Figuring that Addenbroke Island is “the” place for fishing, we head back there on Saturday, August 20. After several days of no fish caught, Marcia hooks and brings up a nice size coho salmon. We call it a day and head to Green Island to anchor. After the fish is cleaned and fileted, we drop the kayaks and paddle around this delightful anchorage.
We had been monitoring weather for crossing around Cape Caution, one of the few sections of the Inside Passage with prolonged exposure to ocean swells and conditions. We decided that Monday, August 22, looked like good conditions. On August 21, we first fished Addenbroke Island where Marcia caught one more coho salmon then we headed into Fury Cove to join the other boats waiting to cross.
The next morning, August 22, started off nicely but the NW wind did pick up as the day progressed. We put our stabilizing fish in the water to reduce the boat’s rolling motion caused by ocean swell which it did nicely. Our original intent was to stop at Blunden Harbor but when we started to go in, the wind was brisk enough that there were white caps in the anchorage so we continued on. We ended up in Napier Bay on N Broughton Island which was very calm but not particularly scenic on account of past logging activity.
The next day we headed into Drury Inlet and make our way to Jennis Bay Marina. Considerable logging has taken place in the area which offer logging roads on which to walk so we did a 5 mile round trip hike to a vista overlooking Drury Inlet and Jennis Bay. At happy hour we were able to meet the other boaters on the dock, a treat you can’t easily do if your anchored out (especially you are by yourself).
The Broughtons are a compact area so it was a short day to the next anchorage in Burly Bay in MacKenzie Sound. A dramatic cliff stands above the anchorage.
On Thursday, August 25, we worked our way along the inside channels to the cozy and quiet anchorage in Lady Boot Cove (aka “East of Eden Cove”) on Eden Island. It is ony a 1 or 2 boat anchorage and you have no visibility as to whether anyone is in it until you are almost in. We had it to ourselves for the night.
We completed this leg of our journey the next morning when we traveled through the thick fog blanketing Queen Charlotte Strait to Port McNeill arriving late morning on August 26, 23 days after leaving Prince Rupert
After celebrating Marcia’s birthday at the Cow Bay Café, we continued the next leg of our journey south by heading over to Edye Pass on the north side of Porcher Island and fishing the afternoon slack. Marcia got her first Canadian coho salmon of the season before we headed into Hunt Inlet for the night.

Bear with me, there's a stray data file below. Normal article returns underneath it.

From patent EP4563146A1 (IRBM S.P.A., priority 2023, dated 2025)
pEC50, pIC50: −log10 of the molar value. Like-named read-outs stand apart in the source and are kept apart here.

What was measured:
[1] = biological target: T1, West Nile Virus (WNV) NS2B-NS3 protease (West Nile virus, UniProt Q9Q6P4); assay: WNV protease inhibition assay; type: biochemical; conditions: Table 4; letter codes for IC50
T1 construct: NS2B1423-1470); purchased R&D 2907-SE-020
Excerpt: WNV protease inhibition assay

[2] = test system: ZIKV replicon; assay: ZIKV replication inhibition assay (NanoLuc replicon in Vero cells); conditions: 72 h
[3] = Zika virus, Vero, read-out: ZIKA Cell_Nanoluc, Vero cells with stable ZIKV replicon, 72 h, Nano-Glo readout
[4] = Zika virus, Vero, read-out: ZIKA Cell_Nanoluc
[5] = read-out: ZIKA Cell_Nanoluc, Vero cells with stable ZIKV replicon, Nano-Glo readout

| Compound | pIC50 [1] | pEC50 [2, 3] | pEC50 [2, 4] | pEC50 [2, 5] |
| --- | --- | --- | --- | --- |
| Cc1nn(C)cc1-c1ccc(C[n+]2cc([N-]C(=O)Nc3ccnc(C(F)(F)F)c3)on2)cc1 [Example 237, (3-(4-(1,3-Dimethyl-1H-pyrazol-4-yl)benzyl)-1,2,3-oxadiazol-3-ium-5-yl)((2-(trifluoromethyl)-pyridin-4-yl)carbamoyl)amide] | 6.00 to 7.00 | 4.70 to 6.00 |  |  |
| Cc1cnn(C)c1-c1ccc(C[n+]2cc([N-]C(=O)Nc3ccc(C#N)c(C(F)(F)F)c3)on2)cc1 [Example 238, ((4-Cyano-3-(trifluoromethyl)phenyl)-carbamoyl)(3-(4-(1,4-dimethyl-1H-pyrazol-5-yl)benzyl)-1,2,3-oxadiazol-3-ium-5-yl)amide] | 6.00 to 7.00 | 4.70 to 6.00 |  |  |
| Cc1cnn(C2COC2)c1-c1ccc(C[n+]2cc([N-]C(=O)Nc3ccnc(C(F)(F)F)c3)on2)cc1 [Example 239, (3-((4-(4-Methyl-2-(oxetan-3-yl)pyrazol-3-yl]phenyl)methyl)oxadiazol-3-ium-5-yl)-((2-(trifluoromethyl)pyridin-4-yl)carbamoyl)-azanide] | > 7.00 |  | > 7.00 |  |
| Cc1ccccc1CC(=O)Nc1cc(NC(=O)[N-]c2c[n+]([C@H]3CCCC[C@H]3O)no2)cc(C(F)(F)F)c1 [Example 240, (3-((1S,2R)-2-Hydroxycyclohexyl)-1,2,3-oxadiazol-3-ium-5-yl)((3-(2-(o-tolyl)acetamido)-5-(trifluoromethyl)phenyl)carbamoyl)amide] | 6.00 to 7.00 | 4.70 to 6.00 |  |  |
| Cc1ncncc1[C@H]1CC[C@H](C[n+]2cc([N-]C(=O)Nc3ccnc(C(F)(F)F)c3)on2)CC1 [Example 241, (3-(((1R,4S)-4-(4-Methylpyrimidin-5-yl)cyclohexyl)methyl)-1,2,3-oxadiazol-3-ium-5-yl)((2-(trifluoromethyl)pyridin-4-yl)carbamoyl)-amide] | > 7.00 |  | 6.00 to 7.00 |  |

The next day, August 4, we made the trek down Ogden and Petrel Channels towards Principe Channel. We were continually surprised at the remarkable changes in our speed over ground due to eddies and back eddies as we went around the many points and bends in Petrel Channel. As we entered Principe Channel, we encountered the forecast NW winds of 20-25 knots. We ferried 2 miles across Principe Channel and anchored for the night in Colby Bay.
On August 5, we did a short day and went to the north cove of Patterson Inlet, also know as Princess Diana Cove. It was an extraordinarily lovely anchorage, land locked with steep mountains on two sides and lower hills on the other two. We dropped the kayaks down and paddled around the anchorage.
The next day was devoted to fishing, stopping first in Otter Channel for the early slack, then heading up to the NW corner of Gill Island for the afternoon. The salmon successfully eluded Marcia at both although there were some good hits at the lure. We anchored in Hawk Bay on Fin Island for the night.
August 7 was another fishing day with the early bite being at Money Point at the south tip of Hawkesbury Island and the afternoon bite again at the NW corner of Gill Island. Marcia released 2 pink salmons but no coho salmon were caught. The very convenient Hawk Bay was again the anchorage.
We headed out the next morning for Laredo Channel, stopping first at Ulric Point for a little fishing. Marcia managed to coax a salmon into remaining hooked (the Canadian fishing regulations require barbless hooks for salmon fishing) so we didn’t come away empty handed. Our destination for the night was Alston Cove in Laredo Inlet, a very lovely anchorage.